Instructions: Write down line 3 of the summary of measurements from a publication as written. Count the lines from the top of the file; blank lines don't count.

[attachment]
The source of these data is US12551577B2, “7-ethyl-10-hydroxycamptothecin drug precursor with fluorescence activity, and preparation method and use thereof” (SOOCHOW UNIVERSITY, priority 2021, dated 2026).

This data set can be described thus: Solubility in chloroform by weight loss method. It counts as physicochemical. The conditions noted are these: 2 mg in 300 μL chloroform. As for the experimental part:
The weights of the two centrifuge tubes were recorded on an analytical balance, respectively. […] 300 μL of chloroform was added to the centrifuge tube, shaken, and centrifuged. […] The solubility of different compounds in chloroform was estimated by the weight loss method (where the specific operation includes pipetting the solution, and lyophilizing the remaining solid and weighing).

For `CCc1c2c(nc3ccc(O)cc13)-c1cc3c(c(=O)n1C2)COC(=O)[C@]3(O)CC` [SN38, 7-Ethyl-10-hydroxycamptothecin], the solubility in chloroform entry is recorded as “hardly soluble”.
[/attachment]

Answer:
The weights of the two centrifuge tubes were recorded on an analytical balance, respectively. […] 300 μL of chloroform was added to the centrifuge tube, shaken, and centrifuged. […] The solubility of different compounds in chloroform was estimated by the weight loss method (where the specific operation includes pipetting the solution, and lyophilizing the remaining solid and weighing).